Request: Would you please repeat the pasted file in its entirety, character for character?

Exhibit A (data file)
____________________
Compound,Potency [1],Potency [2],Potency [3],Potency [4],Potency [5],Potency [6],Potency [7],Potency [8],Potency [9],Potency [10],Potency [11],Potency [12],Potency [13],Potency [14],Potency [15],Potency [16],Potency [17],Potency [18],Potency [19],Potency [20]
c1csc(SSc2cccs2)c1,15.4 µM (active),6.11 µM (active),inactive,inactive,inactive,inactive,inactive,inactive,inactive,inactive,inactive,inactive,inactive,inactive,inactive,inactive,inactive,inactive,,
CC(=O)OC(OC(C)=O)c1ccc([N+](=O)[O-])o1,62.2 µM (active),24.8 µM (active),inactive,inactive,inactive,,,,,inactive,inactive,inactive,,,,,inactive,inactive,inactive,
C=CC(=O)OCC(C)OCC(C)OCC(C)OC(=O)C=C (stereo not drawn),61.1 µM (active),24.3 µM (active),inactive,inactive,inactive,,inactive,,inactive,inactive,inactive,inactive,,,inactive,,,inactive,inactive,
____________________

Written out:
Compound,Potency [1],Potency [2],Potency [3],Potency [4],Potency [5],Potency [6],Potency [7],Potency [8],Potency [9],Potency [10],Potency [11],Potency [12],Potency [13],Potency [14],Potency [15],Potency [16],Potency [17],Potency [18],Potency [19],Potency [20]
c1csc(SSc2cccs2)c1,15.4 µM (active),6.11 µM (active),inactive,inactive,inactive,inactive,inactive,inactive,inactive,inactive,inactive,inactive,inactive,inactive,inactive,inactive,inactive,inactive,,
CC(=O)OC(OC(C)=O)c1ccc([N+](=O)[O-])o1,62.2 µM (active),24.8 µM (active),inactive,inactive,inactive,,,,,inactive,inactive,inactive,,,,,inactive,inactive,inactive,
C=CC(=O)OCC(C)OCC(C)OCC(C)OC(=O)C=C (stereo not drawn),61.1 µM (active),24.3 µM (active),inactive,inactive,inactive,,inactive,,inactive,inactive,inactive,inactive,,,inactive,,,inactive,inactive,